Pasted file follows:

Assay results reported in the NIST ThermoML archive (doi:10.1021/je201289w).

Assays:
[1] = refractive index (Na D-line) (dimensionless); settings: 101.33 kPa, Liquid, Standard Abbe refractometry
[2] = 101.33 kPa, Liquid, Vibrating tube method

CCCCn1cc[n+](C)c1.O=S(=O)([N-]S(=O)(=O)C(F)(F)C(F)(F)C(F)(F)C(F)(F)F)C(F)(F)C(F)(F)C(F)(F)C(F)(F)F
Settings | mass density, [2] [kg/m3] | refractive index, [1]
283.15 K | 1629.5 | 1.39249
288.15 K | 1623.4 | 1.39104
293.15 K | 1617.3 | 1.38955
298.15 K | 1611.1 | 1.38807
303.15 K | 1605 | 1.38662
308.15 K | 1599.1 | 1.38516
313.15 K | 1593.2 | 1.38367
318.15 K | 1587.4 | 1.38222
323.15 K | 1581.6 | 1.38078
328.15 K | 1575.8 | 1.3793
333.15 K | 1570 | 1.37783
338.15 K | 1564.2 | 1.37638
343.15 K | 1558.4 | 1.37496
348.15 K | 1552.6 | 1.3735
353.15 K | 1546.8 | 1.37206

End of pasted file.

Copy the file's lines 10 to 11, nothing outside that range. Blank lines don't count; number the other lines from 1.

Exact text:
298.15 K | 1611.1 | 1.38807
303.15 K | 1605 | 1.38662